Has anybody been caught doing this in bridge?

May 23, 2015 at 7:31 am 4 comments

There was a story last week in the chess world about GM Tkachiev’s exploration of a cheating possibility.

In essence he conducted a test where he had a tiny receiver in his ear hooked up to a person who was watching live transmission on a computer. He only had to be given a couple of suggestions in his match against a fellow GM to be an easy winner.

You can check out the chess version here.

It that made me wonder if the same thing has been done in bridge – presumably it would be just as simple. Has anybody been caught? Is there a way of stopping it other than by making the transmission not live? In general are sophisticated technological ways of cheating in bridge as rife as they seem to be in chess?

Your thoughts are appreciated!

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Entry filed under: theory. Tags: .

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4 Comments Add your own

  • 1. Richard  |  May 24, 2015 at 4:05 am

    I don’t remember the incident that prompted it, but a couple of years ago the ACBL initiated a “no electronics” policy at big tournaments. All phones are required to be turned off (actually off, not just on vibrate) in the playing rooms, and not visible at the table. So I think someone was either caught texting or was at the least seriously suspected of it, but I don’t know who or when.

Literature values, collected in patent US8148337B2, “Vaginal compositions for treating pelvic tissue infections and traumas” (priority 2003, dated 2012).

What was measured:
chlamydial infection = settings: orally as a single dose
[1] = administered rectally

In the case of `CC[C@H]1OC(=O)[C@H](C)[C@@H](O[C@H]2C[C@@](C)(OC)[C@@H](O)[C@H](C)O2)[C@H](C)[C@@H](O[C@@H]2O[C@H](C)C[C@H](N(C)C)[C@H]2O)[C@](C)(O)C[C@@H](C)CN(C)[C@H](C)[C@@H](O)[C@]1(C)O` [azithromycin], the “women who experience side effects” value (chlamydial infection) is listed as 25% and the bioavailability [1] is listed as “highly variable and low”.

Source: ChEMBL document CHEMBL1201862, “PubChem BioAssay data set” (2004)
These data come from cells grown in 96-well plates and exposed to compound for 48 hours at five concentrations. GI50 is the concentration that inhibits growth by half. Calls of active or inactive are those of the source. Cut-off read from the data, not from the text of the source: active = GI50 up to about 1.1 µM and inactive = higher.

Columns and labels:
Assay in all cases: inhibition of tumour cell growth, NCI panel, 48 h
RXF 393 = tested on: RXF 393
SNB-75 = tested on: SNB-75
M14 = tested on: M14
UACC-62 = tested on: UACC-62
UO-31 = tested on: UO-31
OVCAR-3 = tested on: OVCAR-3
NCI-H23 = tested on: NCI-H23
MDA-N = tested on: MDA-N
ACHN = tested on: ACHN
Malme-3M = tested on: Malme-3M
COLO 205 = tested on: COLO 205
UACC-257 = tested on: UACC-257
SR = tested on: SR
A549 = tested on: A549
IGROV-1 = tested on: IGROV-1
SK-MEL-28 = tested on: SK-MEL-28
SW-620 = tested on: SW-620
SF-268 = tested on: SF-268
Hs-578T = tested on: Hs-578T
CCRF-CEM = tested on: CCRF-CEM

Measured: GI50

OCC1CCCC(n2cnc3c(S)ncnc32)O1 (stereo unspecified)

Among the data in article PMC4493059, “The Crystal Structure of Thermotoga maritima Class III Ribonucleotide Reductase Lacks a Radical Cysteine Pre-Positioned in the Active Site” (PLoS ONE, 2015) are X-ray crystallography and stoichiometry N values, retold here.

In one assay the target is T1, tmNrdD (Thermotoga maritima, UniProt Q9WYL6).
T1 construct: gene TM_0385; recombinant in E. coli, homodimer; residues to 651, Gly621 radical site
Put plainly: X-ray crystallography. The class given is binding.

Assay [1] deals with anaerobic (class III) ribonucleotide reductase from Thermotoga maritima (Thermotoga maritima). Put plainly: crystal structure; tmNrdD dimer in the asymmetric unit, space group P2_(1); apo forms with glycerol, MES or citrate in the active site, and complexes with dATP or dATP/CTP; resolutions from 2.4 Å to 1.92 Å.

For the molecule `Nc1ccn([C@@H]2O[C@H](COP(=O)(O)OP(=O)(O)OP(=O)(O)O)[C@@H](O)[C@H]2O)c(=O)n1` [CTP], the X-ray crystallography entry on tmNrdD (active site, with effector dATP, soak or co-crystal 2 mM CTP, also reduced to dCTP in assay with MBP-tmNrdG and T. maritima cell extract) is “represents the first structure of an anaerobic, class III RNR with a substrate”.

Reply
    • 2. cathyc  |  May 24, 2015 at 4:12 am

      This method of cheating, which one imagines has been tried a lot, isn’t going to give you the critical information at the critical time. You don’t get to do that in the middle of a hand. The idea of the tiny receiver is that nothing will ever happen unless you need it to. One can see the advantages and the difficulties of preventing it. Given that bridge hasn’t managed to prevent mobile phones being present during bridge, what’s the chance of catching something more sophisticated?

      Reply
  • 3. Peter  |  May 23, 2015 at 11:08 pm

    As far as I know, nobody has been caught doing this sort of thing in bridge. There were whispers about some Chinese players possibly using electronic communications at a US Nationals a few years ago, but it all led to nothing.

    I wonder if it goes on at bridge. I don’t know.

    One deterrent at bridge is that if your partner thinks that you are cheating, your partner might abandon you, and getting good teammates might become hard. This deterrent applies to bridge more than to individual games like chess.

    Reply
    • 4. cathyc  |  May 23, 2015 at 11:53 pm

      I guess that’a a deterrent at bridge, but why should the partner know? Once or twice in a critical encounter you are going to think a bit longer than usual and then get it right.

      The thing is, as GM Tkachiev points out, it isn’t something you need to do all the time, not if you are already an expert. So it is very different from the cheating cases in chess where a weak player needs help every move, and very different from the bridge cases where collusion between partners is necessarily an ongoing thing rather than a matter of getting quality information when it counts.

      I guess we await further developments….

      Reply

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